The Way of the Warrior Week 26 - The Warrior's Journey®

The Way of the Warrior Week 26

Author: Nathan Werner,

. Photo by is licensed under CC By 2.0

In our next devotionals, we’ll be viewing the life of one of the greatest men of the Bible, who also was a courageous warrior – Abraham.  His name, originally Abram, meant ‘exalted father.’ This was ironic, since he was unable to have children. God tapped him on the shoulder and told him: “I will make of you a great nation” (Gen. 12:2). Before Abram had children, he was going to be a combat veteran, annihilating a great invasion force, with just 318 Special Forces men he had trained (14:1-16).

His story begins in Genesis 11:10, when the lineage of Shem was listed – father of the Semites.  Abram was down the ancestry quite a way, when the Lord called him. The episode of the Tower of Babel had passed in which the Lord confused the languages of the people who built the Tower: So the LORD dispersed them from there over the face of all the earth, and they left off building the city. (11:8).  Abram was the man God used to begin an endeavor to reach all people: …in you all the families of the earth shall be blessed.” (12:3).  The Lord’s vision is to bring blessing to all mankind, spiritually and practically.  He dispersed them, then pursued them to bless them.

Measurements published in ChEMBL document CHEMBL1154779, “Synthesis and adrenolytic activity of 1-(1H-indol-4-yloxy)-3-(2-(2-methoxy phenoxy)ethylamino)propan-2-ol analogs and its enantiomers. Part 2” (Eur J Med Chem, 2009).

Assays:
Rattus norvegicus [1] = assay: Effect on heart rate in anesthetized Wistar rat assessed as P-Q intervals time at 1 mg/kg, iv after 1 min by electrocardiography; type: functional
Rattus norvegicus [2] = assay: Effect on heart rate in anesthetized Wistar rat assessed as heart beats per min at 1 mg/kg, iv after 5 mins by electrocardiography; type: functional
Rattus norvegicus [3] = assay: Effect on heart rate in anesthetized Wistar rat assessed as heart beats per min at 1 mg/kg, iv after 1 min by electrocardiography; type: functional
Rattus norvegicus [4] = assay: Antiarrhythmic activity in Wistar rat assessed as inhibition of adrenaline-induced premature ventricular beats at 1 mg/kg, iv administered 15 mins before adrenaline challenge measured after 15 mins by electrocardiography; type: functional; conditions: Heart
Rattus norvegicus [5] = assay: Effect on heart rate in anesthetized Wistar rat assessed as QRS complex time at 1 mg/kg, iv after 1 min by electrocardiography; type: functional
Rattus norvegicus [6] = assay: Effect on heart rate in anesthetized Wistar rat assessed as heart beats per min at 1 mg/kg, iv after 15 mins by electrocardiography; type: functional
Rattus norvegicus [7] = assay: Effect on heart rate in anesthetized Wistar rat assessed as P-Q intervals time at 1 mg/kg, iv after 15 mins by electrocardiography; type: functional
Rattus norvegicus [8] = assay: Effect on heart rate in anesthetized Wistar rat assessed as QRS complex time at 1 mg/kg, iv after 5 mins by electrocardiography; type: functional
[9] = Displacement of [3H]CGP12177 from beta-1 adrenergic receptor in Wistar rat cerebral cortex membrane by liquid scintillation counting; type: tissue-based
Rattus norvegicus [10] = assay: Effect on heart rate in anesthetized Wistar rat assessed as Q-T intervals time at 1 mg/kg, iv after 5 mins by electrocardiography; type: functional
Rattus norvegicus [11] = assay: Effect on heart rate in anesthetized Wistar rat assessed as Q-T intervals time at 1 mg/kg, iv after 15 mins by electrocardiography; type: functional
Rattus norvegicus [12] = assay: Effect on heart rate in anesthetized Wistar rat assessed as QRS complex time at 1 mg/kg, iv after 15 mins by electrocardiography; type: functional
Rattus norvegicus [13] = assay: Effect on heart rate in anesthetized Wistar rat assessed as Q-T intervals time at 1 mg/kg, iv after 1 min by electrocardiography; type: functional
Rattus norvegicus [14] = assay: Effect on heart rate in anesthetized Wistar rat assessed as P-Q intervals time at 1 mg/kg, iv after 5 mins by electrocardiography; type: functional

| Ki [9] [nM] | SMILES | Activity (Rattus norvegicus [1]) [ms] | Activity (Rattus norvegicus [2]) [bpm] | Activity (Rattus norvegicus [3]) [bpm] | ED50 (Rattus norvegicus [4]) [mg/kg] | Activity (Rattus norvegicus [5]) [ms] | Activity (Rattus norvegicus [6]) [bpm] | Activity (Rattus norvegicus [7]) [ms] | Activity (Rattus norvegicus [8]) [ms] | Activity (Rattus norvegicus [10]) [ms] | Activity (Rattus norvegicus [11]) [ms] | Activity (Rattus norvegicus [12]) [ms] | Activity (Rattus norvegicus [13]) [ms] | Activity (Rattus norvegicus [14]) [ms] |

Abram was to spearhead this ministry.  Read Genesis 12:1-3 very carefully, since it is our mandate, also.  These verses are called the Abrahamic Covenant, and include responsibility and reward. These verses are written as conditions of a contract.  God has obligations, and Abram and you have duties. The promises made to Abram, are yours: “And if you are Christ’s, then you are Abraham’s offspring, heirs according to promise” (Galatians 3:29).  This means if you are a genuine believer in Jesus Christ, you have great responsibilities and great blessings.

“Now the LORD said to Abram, ‘Go from your country and your kindred and your father’s house to the land that I will show you’” (12:1).  Okay, how does Abram do? “So Abram went, as the LORD had told him, and Lot went with him” (12:4).  The first part of the verse is great.  Abram launched as the Lord directed. By faith he went to the land of Canaan.  But what’s Lot doing with him? No family members are to be with him – read v. 1 again!  Here is the first hint of trouble. Compromised faith. This will have huge consequences for Abram and for his new mission.  Tiny deviations from the Lord’s direction will blossom with problems. The same is true for your life. Little compromises become big issues.

The book of Genesis was written by Moses to the people of Israel after they had been liberated from their bondage in Egypt.  Israel had spent 400 years in servitude to the Egyptians, and Moses was reviewing their history, which had been wiped out by Egyptian culture.  Genesis was written to Jewish immigrants on their exodus to the Promised land. Lightbulbs were popping off in their mind about their similar journey to Abram’s.